New command 'awesome privilege'

The new commanding officer of the 2/4 Battalion of the Royal New Zealand Infantry Regiment, the new South Island territorial unit, Lieutenant-colonel Grant McMillan, leads Otago and Southland sub-unit soldiers in a parade exercising the unit's right of freedom of the city in Dunedin yesterday. Photo by Craig Baxter.
The new commanding officer of the 2/4 Battalion of the Royal New Zealand Infantry Regiment, the new South Island territorial unit, Lieutenant-colonel Grant McMillan, leads Otago and Southland sub-unit soldiers in a parade exercising the unit's right of freedom of the city in Dunedin yesterday. Photo by Craig Baxter.
The man in charge of the South Island new single territorial unit, says commanding a bigger team of Reserve Force soldiers is an ''awesome'' responsibility and a challenge he is looking forward to.

A change of command ceremony, in which the commander of the former 4th Otago-Southland Battalion Group, Lieutenant-colonel Roger McElwain, handed command to Lt-col Grant McMillan, took place in Dunedin yesterday after a parade along George St signalled the joining of the southern battalion with the 2nd Canterbury, Nelson, Marlborough and West Coast Battalion Group into the 2/4 Battalion of the Royal New Zealand Infantry Regiment.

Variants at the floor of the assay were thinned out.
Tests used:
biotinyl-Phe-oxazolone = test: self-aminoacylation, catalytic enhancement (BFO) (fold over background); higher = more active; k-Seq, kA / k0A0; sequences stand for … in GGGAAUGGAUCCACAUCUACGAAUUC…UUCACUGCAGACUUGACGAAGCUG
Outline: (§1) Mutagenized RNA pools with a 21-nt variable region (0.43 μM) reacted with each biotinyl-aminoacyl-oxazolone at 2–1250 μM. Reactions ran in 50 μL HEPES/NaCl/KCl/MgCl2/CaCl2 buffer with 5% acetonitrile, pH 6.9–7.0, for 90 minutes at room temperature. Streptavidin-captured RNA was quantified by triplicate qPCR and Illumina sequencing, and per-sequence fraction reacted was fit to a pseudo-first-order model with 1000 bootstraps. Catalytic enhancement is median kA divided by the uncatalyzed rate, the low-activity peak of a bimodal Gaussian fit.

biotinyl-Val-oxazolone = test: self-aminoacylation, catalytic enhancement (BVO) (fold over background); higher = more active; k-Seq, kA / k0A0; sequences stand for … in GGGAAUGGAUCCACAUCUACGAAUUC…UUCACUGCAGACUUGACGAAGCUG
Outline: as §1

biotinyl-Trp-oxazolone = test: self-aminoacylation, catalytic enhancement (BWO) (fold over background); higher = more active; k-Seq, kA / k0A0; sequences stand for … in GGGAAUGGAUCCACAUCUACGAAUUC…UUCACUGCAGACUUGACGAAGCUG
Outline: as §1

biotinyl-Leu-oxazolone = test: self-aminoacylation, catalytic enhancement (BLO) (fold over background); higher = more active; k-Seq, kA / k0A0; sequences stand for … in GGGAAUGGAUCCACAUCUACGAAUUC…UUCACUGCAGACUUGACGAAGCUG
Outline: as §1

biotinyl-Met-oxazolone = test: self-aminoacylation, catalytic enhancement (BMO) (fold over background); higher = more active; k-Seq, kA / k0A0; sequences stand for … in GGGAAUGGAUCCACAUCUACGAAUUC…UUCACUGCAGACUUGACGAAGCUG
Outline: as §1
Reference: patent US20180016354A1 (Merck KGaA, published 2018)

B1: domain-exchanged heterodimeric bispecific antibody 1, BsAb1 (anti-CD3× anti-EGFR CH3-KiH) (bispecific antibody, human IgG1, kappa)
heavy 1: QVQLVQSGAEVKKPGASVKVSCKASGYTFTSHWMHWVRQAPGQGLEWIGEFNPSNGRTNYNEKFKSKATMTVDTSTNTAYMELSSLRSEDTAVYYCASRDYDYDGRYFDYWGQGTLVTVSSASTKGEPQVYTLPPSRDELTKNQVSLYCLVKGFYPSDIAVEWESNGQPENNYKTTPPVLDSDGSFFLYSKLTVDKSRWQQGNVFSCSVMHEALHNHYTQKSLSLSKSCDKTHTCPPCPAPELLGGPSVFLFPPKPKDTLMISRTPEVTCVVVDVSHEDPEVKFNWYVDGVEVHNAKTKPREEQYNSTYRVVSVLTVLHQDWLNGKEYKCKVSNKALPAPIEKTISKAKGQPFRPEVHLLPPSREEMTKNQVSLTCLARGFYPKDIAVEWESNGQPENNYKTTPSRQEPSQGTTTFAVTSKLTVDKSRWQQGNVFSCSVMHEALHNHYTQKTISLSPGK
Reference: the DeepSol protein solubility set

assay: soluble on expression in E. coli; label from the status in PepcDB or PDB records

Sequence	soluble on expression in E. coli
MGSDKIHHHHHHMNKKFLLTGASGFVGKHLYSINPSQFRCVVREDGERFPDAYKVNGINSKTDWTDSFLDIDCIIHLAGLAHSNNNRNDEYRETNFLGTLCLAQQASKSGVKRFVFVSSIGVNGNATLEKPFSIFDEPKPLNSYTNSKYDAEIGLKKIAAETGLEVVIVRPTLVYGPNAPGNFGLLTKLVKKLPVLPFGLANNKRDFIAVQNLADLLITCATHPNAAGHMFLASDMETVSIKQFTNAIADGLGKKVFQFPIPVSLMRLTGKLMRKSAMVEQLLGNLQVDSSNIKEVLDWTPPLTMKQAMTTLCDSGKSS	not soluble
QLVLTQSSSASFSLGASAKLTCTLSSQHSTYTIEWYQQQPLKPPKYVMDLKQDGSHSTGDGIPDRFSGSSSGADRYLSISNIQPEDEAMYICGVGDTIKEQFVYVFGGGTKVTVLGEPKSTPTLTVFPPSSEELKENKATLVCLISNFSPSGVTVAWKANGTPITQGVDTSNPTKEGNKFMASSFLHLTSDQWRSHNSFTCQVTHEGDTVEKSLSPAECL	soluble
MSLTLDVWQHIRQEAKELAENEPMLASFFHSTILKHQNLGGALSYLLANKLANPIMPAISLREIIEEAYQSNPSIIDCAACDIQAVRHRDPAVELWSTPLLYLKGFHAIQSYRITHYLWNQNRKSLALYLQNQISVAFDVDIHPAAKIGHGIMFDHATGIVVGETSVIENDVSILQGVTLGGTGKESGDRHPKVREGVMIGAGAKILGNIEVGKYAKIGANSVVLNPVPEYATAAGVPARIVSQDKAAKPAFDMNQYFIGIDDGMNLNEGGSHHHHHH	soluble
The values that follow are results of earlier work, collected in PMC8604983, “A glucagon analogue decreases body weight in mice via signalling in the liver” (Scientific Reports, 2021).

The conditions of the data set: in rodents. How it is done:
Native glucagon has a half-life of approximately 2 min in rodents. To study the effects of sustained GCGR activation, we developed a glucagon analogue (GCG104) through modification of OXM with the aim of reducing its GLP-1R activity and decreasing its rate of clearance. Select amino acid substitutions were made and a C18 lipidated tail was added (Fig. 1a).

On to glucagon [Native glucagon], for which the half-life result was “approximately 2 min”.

The battalions were officially merged in December.

The parade was also an exercise of the sub-unit's right of freedom of the city and the unit was inspected by the Mayor of Dunedin Dave Cull before the handover of command.

A Darfield resident, Lt-col McMillan, who has served with the Reserve Force for more than 30 years and is also the principal of Ashburton College, said it was ''a huge and awesome privilege'' to be the commanding officer of the new unit, which brought together about 450 part-time soldiers from the two battalions into one unit with two headquarters, one at Burnham and one in Dunedin.

Battalion amalgamations have taken place throughout New Zealand as part of changes outlined in the Defence White Paper of 2010, which aimed to save the defence force up to $400 million.

''My job is to take the best of both units, while maintaining all the old traditions of the local battalions,''Lt-col McMillan said.

He likened it to a corporate merger, and believed that would also be how civilians would view it''We've still got Regular Force staff, Reserve Force staff and good people in key appointments in each area. Nothing will change in terms of the day-to-day, and the local services.''

 

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